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Extremely low‐frequency electromagnetic fields entrain locust wing beats

Extremely low‐frequency electromagnetic fields entrain locust wing beats
Extremely low‐frequency electromagnetic fields entrain locust wing beats

Extremely low-frequency electromagnetic fields (ELF EMFs) have been shown to impact the behavior and physiology of insects. Recent studies have highlighted the need for more research to determine more specifically how they affect flying insects. Here, we ask how locust flight is affected by acute exposure to 50 Hz EMFs. We analyzed the flights of individual locusts tethered between a pair of copper wire coils generating EMFs of various frequency using high-speed video recording. The mean wingbeat frequency of tethered locusts was 18.92 ± 0.27 Hz. We found that acute exposure to 50 Hz EMFs significantly increased absolute change in wingbeat frequency in a field strength-dependent manner, with greater field strengths causing greater changes in wingbeat frequency. The effect of EMFs on wingbeat frequency depended on the initial wingbeat frequency of a locust, with locusts flying at a frequency lower than 20 Hz increasing their wingbeat frequency, while locusts flying with a wingbeat frequency higher than 20 Hz decreasing their wingbeat frequency. During the application of 50 Hz EMF, the wingbeat frequency was entrained to a 2:5 ratio (two wingbeat cycles to five EMF cycles) of the applied EMF. We then applied a range of ELF EMFs that were close to normal wingbeat frequency and found that locusts entrained to the exact frequency of the applied EMF. These results show that exposure to ELF EMFs lead to small but significant changes in wingbeat frequency in locusts. We discuss the biological implications of the coordination of insect flight in response to electromagnetic stimuli.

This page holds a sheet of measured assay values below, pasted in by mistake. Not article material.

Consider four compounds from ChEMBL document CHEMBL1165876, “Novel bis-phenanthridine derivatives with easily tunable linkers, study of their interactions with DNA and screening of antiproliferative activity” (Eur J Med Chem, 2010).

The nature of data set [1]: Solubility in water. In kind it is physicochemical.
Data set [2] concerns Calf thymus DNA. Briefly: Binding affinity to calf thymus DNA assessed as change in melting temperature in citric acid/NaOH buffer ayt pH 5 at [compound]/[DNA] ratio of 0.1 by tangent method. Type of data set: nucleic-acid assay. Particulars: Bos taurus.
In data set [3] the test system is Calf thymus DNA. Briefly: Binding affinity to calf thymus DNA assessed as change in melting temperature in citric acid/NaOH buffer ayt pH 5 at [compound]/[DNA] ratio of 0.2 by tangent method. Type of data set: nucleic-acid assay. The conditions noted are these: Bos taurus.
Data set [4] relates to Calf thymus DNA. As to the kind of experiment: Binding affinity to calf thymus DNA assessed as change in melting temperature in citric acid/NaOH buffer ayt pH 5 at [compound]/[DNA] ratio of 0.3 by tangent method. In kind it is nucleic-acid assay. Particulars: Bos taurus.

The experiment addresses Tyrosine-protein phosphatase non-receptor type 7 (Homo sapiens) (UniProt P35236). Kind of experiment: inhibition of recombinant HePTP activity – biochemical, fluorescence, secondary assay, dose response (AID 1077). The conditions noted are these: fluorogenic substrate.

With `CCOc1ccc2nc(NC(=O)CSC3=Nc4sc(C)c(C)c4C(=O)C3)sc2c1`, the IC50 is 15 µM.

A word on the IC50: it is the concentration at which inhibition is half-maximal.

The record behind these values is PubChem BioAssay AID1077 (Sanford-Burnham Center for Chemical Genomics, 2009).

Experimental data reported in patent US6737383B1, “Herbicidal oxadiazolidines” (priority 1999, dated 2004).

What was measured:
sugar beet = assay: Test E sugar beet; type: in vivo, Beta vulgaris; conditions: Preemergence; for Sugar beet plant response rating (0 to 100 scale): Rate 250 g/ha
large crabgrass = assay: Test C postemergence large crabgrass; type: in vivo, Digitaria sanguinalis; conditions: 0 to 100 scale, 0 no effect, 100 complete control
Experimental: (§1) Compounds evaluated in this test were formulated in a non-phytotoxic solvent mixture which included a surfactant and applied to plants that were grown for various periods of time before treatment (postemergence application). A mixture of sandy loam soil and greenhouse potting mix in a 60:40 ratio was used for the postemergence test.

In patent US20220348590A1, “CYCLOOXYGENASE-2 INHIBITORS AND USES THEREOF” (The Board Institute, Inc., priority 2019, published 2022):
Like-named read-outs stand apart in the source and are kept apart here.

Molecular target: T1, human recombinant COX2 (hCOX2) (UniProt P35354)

ELF electromagnetic fields, entrainment, flight, grasshopper, wingbeat
1521-186X
296-308
Shepherd, Sebastian
42dcec23-42cf-4941-8df0-fcb75da4223e
Jackson, Christopher
ab14e7be-1b25-4425-9e8f-6ccee5b984a8
Sharkh, Suleiman
c8445516-dafe-41c2-b7e8-c21e295e56b9
Aonuma, Hitoshi
a8b20ebb-d63c-4bd6-8a58-b0773ddaae10
Oliveira, E.E.
53335aeb-0698-4a22-bb48-33e604be4814
Newland, Philip
7a018c0e-37ba-40f5-bbf6-49ab0f299dbb
Shepherd, Sebastian
42dcec23-42cf-4941-8df0-fcb75da4223e
Jackson, Christopher
ab14e7be-1b25-4425-9e8f-6ccee5b984a8
Sharkh, Suleiman
c8445516-dafe-41c2-b7e8-c21e295e56b9
Aonuma, Hitoshi
a8b20ebb-d63c-4bd6-8a58-b0773ddaae10
Oliveira, E.E.
53335aeb-0698-4a22-bb48-33e604be4814
Newland, Philip
7a018c0e-37ba-40f5-bbf6-49ab0f299dbb

Shepherd, Sebastian, Jackson, Christopher, Sharkh, Suleiman, Aonuma, Hitoshi, Oliveira, E.E. and Newland, Philip (2021) Extremely low‐frequency electromagnetic fields entrain locust wing beats. Bioelectromagnetics, 42 (4), 296-308. (doi:10.1002/bem.22336).

Record type: Article

Abstract